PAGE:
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Information for Parents and Carers

Learner Development Service

University Brings Change - Parents and carers have a great deal of experience in supporting a child throughout the growing up years, perhaps particularly so when they are disabled or have a long term health condition. It is a huge change for all concerned once they become an adult and begin university life, whether they leave home at that point or not. It is well recognised that this is a stressful time and requires a period of adjustment for all concerned.

"Strangers don't know her like I do, all her little ways. I was worried they might not give her the right help."
(Mother of student who is a wheelchair user)

"I didn't know what to do with myself for the first few weeks. I kept worrying that he wasn't coping or that he wasn't making friends."
(Mother of a student with Asperger's)

Some students may have difficulties identified once they begin their studies, or indeed at any point in the course, and this can be a cause of concern to parents too.

"I had no idea he was dyslexic, I'm so angry that this wasn't found out before he got to university."
(Father of Student)

Developing Independence
A large part of university education is concerned with developing independence and autonomy, along with many other skills necessary to adult working life, including communicating with staff, managing workloads and accessing sources of support.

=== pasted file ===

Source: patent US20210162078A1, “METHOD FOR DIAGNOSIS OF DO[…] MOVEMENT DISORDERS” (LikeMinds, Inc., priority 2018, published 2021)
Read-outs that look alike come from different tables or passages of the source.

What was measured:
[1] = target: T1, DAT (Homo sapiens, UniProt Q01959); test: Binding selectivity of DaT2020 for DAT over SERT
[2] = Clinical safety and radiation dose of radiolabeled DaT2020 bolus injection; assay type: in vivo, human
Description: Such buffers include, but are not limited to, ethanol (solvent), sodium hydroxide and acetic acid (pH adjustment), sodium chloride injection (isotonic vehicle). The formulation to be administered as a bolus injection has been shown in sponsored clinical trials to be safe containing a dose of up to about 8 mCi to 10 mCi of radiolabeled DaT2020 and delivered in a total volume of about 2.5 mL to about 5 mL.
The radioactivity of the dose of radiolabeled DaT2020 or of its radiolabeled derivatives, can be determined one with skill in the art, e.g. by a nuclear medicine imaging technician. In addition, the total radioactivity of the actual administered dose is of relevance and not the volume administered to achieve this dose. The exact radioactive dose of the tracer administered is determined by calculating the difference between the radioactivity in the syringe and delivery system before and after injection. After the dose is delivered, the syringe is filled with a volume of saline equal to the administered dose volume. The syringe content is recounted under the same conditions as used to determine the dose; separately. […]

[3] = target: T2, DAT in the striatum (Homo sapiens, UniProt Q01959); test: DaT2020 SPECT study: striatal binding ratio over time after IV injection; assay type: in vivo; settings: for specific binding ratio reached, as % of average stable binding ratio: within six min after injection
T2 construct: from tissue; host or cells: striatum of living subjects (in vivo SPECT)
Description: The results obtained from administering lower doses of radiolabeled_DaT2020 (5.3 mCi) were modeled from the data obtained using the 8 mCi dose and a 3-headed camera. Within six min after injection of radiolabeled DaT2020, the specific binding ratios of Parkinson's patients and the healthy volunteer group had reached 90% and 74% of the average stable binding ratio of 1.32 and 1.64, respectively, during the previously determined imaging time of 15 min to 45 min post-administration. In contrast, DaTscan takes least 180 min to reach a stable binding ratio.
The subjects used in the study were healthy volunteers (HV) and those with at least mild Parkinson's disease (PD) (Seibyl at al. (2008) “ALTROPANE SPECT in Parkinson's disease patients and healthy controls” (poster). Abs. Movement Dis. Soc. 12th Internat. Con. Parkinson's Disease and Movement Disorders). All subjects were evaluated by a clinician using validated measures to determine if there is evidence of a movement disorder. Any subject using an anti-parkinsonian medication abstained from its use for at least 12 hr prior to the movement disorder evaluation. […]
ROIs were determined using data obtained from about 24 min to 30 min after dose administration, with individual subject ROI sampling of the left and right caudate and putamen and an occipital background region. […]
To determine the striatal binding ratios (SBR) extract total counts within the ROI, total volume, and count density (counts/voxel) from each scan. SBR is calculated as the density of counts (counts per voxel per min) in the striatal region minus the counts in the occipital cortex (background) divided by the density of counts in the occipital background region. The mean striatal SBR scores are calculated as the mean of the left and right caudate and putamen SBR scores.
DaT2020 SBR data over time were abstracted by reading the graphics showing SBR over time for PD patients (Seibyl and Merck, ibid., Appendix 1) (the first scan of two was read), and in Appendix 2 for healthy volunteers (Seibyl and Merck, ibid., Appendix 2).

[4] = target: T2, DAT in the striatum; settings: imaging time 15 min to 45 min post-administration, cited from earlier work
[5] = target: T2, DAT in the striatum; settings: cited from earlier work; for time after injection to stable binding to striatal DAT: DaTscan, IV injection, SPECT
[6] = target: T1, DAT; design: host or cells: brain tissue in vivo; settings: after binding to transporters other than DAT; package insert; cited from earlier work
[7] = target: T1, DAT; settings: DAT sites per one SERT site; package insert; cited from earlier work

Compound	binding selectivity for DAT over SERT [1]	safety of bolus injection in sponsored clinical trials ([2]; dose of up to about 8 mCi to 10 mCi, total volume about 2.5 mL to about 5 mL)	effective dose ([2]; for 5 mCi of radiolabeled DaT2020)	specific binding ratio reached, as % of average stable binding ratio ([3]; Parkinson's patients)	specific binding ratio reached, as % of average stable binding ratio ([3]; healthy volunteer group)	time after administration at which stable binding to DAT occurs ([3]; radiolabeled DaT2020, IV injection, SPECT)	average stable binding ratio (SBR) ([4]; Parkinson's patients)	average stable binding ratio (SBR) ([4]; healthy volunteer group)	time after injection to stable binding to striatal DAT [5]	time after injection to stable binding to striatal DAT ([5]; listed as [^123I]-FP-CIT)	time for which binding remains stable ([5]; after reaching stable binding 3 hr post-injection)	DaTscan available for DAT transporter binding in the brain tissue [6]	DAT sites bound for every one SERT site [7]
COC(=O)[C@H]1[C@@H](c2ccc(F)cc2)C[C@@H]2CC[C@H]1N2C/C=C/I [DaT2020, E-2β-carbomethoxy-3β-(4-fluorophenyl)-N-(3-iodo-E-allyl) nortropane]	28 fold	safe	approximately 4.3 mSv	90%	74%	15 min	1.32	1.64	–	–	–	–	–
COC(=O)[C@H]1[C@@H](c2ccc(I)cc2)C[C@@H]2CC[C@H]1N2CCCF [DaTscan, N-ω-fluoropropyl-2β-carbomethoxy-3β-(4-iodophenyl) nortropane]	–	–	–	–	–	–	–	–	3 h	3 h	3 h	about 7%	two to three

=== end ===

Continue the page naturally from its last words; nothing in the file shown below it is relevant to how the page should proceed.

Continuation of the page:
This period of change and transition is very important to any young adult's personal development and can be seen as an essential stage in their development (Baker, 2006).
Managing the multiple new situations that are a part of university life requires students to generate useful coping strategies and these in turn increase the capacity for growth and change in all areas of life.
In other words, it is good and desirable for a student to take on responsibility for themselves.

What to Expect
At MMU a Disability Service Adviser will meet with the student to ensure that they are fully aware of the services we offer, as well as their own responsibilities. We do understand why parents may wish to attend this appointment however the Data Protection Act (1998) prohibits us from freely sharing information about the student and this includes parents and carers.

At MMU the Disability Service provide clear contact details so that students can telephone or email us. Students may also call into the Disability Service Office, where an adviser can help with problems or queries.

Click here for our Statement of Service

How Can I Help?
It would be useful for a parent to help the student to make a brief list that they can bring to their appointment which includes previous support that they have received at school or college, together with the student's main areas of difficulty in an educational setting.

Some Useful Web Links
We hope that these links will assist parents and carers with information regarding specific disabilities and health conditions, although it is recognised that this is not a comprehensive list.

Bibliography

Baker, A. (2006). What else do students need? A psychodynamic reflection on students' need for support from staff at university. Active learning in Higher Education. 7(2):171-183

Houghton, A.M. (2005). Getting through the gate is only the first hurdle: a review of disabled students' support needs throughout the student lifecycle. Available from: http://eprints.lancs.ac.uk/10805/.

Jacklin, A. and Robinson,C. (2007). What is meant by 'support' in higher education? Towards a model of academic and welfare support. Journal of Research in Special Educational Needs. 7:2. 114 - 123